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This Essay Is About The Life Of Bessie Smith.

1293 words - 5 pages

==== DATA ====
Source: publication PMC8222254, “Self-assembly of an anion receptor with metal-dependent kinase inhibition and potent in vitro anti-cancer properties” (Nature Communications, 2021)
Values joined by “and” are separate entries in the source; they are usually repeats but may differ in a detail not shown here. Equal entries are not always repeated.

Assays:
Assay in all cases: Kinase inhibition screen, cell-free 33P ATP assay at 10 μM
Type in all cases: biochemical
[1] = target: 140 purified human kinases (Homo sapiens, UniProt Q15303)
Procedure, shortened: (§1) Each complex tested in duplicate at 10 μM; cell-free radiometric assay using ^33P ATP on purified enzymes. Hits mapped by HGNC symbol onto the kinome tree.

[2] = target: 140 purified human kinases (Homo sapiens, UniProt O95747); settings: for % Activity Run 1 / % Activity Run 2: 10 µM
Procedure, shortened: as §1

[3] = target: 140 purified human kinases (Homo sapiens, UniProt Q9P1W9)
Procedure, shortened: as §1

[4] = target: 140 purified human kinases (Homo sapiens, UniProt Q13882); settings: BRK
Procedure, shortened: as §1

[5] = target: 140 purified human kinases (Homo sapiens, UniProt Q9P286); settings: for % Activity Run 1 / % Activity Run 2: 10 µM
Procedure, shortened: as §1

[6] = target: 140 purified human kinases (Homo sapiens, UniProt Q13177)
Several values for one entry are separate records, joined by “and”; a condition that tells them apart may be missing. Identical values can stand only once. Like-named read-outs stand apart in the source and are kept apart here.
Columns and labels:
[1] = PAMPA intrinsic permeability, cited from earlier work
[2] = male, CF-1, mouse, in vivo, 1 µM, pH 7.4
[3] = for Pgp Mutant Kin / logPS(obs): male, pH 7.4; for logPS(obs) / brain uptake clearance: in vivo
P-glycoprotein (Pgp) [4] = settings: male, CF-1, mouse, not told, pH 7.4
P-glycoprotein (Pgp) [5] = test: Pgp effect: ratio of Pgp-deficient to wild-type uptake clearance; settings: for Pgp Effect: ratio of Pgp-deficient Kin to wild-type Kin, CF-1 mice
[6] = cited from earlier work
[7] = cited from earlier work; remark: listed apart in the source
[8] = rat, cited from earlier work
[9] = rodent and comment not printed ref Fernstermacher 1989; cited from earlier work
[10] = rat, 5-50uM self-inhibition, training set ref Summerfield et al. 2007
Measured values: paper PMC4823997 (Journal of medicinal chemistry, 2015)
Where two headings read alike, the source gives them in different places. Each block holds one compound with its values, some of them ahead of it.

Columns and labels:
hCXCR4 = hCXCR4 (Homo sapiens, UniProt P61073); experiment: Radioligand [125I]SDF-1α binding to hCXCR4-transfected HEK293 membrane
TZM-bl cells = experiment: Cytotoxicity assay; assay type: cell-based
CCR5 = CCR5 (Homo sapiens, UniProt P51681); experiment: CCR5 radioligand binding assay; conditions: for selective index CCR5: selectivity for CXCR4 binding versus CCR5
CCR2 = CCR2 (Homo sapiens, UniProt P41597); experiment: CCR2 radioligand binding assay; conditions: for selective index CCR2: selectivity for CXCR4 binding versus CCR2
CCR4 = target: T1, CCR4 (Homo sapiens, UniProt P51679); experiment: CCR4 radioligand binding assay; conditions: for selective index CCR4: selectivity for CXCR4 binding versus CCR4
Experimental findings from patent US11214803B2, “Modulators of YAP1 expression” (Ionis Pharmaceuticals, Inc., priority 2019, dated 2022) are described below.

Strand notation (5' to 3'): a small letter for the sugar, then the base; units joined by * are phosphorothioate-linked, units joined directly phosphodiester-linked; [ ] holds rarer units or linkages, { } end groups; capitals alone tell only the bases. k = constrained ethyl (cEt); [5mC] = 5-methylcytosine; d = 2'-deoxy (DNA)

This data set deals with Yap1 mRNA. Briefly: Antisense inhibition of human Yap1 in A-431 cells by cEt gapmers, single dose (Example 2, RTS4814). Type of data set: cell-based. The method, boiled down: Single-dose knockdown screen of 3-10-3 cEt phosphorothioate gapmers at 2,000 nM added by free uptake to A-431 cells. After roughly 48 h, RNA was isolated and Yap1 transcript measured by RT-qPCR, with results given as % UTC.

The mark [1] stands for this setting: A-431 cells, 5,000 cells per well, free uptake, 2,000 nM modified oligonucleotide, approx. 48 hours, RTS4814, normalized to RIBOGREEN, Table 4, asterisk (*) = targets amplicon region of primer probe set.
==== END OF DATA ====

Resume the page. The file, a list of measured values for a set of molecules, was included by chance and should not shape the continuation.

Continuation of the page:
Bessie Smith, the greatest and most influential classic blues singer of the 1920s was born in Chattanooga, Tennessee. Her date of birth is uncertain and is variously given as April 15, 1894-6, 1898, and 1900. The first major blues and jazz singer on record and one of the most powerful of all time, Bessie Smith rightly earned the title of "The Empress of the Blues." Her full-bodied blues delivery coupled with a remarkable self-assuredness that worked its way in and around most every note she sang, plus her sharp sense of phrasing, enabled her to influence virtually every female blues singer who followed. Even on her first records in 1923, her passionate voice overcame the primitive recording quality of the day and still communicates easily to today's listeners, "which is not true of any other singer from that early period." At a time when the blues were in and most vocalists (particularly vaudevillians) were being dubbed "blues singers," Bessie Smith simply had no competition. (Yanow)Before she had reached womanhood, both her mother and father had died. A sister, Viola, raised her but it was Clarence, her oldest brother, who had the most influence on young Bessie. A natural showman, Clarence encouraged Bessie to learn how to sing and dance. After Clarence had joined a traveling vaudeville show, Smith and another brother, Andrew, began singing and dancing on Chattanooga street corners, earning pennies from passersby. With the help of Clarence, Bessie was able to audition for the Moses Stokes Company for which he'd been working. (Blueflamecafe)Bessie's career began when she was 'discovered' by none other than Ma Rainey, when Ma's revue, the Rabbit Foot Minstrels, was passing through Chattanooga around 1912 and she had the occasion to hear young Bessie sing. (Snow) She first started her professional career in 1912 as a dancer. Eventually Smith became a chorine and then a featured singer. Since Ma Rainey, the so-called Mother of the Blues, was also working for the Moses Stokes Company at the time Smith joined the troupe, many blues historians have theorized that Rainey taught Smith the basics of the blues and acted as her coach. The revisionist line of thinking, however, is that by the time she met Rainey, Smith was already familiar with the blues and had developed much of the vocal charisma that would later make her a great singer. Certainly it's safe to say that Rainey had at least some influence on Smith in those early days. Rainey was a powerful blues vocalist in her own right, and the two singers were known to be friends. Watching Rainey sing the blues with all the home- grown feeling that fueled her songs couldn't help but be appreciated by Bessie, who was, by now, in her late teens. (Blueflamecafe)She continued to visit talent scouts, but each time they told her that her voice was "too rough" to record. (Blueflamecafe) In 1920, Smith had her own show in Atlantic City, and Smith was an established star with black audiences throughout the South...

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